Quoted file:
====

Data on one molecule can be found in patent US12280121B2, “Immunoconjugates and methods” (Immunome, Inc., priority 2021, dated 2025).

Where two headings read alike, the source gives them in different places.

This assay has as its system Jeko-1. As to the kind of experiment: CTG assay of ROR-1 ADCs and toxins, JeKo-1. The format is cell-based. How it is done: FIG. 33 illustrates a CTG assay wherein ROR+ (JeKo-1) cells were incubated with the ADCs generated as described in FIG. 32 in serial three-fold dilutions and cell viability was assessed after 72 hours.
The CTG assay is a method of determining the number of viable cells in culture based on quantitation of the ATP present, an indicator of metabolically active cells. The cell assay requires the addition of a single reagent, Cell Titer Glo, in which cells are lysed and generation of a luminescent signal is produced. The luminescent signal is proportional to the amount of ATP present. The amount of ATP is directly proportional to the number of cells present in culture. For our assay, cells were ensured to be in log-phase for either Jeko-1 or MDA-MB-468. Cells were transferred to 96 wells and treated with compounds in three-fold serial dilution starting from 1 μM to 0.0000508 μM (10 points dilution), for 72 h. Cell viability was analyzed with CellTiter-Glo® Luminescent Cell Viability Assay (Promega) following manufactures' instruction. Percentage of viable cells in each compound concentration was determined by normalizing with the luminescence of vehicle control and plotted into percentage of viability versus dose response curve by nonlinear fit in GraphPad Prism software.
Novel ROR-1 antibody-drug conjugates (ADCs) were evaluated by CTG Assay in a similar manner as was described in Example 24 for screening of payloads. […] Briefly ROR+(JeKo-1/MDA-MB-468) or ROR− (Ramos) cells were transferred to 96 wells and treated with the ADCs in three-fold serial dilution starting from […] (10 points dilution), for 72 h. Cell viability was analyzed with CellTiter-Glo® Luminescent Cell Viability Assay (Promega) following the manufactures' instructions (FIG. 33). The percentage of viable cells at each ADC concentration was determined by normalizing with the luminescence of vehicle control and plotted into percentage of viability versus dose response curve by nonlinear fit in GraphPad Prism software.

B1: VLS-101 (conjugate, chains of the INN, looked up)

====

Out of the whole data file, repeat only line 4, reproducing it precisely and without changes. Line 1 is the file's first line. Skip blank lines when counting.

The CTG assay is a method of determining the number of viable cells in culture based on quantitation of the ATP present, an indicator of metabolically active cells. The cell assay requires the addition of a single reagent, Cell Titer Glo, in which cells are lysed and generation of a luminescent signal is produced. The luminescent signal is proportional to the amount of ATP present. The amount of ATP is directly proportional to the number of cells present in culture. For our assay, cells were ensured to be in log-phase for either Jeko-1 or MDA-MB-468. Cells were transferred to 96 wells and treated with compounds in three-fold serial dilution starting from 1 μM to 0.0000508 μM (10 points dilution), for 72 h. Cell viability was analyzed with CellTiter-Glo® Luminescent Cell Viability Assay (Promega) following manufactures' instruction. Percentage of viable cells in each compound concentration was determined by normalizing with the luminescence of vehicle control and plotted into percentage of viability versus dose response curve by nonlinear fit in GraphPad Prism software.